This is the inn where I will find a silent room upstairs, a generous breakfast of quiche, fruit, blueberry bread and two kinds of juice (but I forego the juices for green tea).
It is too cold to sit on the porch the next day. I speak in the morning to a group of 1300-ish students in chapel, then at a Faculty Luncheon. In both talks I do what I want to do from now on: include poetry. Poetry meets the heart in secret ways.
One sweet girl asks me what I think about making a living as a poet. I wish that were possible. For most poets it is not. Yet I encourage her to make a life of poetry even if she can't make a living.
To my delight, I meet many aspiring poets at Geneva. In the evening the English Club takes me to dinner at the dining hall. We laugh a lot and read some Eastern poets... and Aquinas (who makes us blush with a rather unusual metaphor... but I will let Sarah, Mary, Emma, Laura, Jessica, Josh or Andy tell you about that :).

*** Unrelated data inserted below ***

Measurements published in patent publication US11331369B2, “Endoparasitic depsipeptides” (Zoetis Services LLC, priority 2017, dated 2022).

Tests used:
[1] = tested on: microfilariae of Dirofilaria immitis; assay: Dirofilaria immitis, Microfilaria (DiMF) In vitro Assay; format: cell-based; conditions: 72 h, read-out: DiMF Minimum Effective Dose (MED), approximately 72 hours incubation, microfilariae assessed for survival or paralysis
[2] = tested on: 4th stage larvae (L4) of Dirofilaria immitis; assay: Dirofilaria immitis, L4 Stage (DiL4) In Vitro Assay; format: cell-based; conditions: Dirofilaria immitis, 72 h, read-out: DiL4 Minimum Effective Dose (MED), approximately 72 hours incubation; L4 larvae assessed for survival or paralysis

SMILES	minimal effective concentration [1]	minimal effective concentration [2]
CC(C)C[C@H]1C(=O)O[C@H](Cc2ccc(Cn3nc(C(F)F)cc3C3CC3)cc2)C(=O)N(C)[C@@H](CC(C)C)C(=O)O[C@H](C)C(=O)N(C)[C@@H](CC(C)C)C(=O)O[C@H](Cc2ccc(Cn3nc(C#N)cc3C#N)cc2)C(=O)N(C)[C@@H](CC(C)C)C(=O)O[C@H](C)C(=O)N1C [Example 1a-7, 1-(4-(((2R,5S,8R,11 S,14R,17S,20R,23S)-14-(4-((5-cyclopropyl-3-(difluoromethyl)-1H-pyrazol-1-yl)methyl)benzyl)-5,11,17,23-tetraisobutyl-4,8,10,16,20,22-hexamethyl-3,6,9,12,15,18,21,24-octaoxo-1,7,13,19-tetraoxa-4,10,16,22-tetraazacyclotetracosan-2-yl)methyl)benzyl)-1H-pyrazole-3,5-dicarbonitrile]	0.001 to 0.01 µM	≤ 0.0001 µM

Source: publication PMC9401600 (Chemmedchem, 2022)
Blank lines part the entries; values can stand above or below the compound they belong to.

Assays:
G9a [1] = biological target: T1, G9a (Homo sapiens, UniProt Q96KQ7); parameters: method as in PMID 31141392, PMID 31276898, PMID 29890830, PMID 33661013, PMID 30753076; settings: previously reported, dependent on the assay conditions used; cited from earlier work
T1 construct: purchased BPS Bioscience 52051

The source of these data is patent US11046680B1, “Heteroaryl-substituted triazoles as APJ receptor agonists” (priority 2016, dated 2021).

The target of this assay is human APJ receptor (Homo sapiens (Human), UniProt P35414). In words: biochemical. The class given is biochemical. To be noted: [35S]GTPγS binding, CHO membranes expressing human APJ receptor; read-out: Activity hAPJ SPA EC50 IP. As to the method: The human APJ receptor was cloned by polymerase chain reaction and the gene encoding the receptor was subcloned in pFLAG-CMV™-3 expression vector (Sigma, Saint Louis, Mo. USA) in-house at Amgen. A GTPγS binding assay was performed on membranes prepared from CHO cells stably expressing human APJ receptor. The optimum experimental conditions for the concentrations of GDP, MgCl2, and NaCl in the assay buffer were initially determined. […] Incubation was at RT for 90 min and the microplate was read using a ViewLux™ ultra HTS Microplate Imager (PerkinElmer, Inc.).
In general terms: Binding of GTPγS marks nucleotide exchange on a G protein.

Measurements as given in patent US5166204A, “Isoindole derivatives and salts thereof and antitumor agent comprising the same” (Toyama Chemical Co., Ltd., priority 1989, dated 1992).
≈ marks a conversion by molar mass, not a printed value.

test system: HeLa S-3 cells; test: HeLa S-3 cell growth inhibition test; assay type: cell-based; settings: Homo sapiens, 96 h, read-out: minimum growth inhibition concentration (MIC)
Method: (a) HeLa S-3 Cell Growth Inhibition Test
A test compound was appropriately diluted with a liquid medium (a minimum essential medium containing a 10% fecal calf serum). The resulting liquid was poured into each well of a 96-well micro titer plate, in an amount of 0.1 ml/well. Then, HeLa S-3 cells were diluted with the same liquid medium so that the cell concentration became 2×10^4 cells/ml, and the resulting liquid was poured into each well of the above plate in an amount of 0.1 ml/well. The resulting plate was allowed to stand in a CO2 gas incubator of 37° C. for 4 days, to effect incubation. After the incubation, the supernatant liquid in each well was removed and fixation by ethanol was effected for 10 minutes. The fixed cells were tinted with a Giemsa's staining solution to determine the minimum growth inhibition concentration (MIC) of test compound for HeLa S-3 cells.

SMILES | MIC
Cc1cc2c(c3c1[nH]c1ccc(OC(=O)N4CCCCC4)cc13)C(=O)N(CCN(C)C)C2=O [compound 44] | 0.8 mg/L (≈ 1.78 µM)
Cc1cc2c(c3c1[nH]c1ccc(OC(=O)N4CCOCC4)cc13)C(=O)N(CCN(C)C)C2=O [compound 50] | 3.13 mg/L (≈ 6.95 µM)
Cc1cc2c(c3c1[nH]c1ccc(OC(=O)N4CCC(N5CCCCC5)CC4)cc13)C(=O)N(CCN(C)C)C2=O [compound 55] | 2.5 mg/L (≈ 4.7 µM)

The next day, the English Club graces me again, with a treat of scones and tea just up the road. My time is almost finished here.
During precious and unusual hours to myself, what shall I do?
I nap, and nap again. I write about the new things I am doing on my art pilgrimage. I take my camera and tiptoe through the inn...
At the window seat I linger, read a small bit of Ordinary Genius: A Guide for the Poet Within, consider the sunlight on aged wood and think of my dear friend Ann (whose house, for some reason, always has perfect light).
And I decide I want to make a life of poetry, even if I can't make a living. I want to read more poets, push myself harder than I have, try new forms. Sometimes in silence and empty moments we find these strange, full resolutions.
The clock ticks, hands turn, day opens and it is time. I am off to Pittsburgh...
Geneva College and Inn on College Hill photos by L.L. Barkat.
Monday, February 22, 2010
Loving Monday: Chocolate Bread and Stripey Cookies
It's been almost a week since most of the flights were cancelled, except one little flight to Pittsburgh: the one where I met (Richard?), who works at Novartis, in the financial department.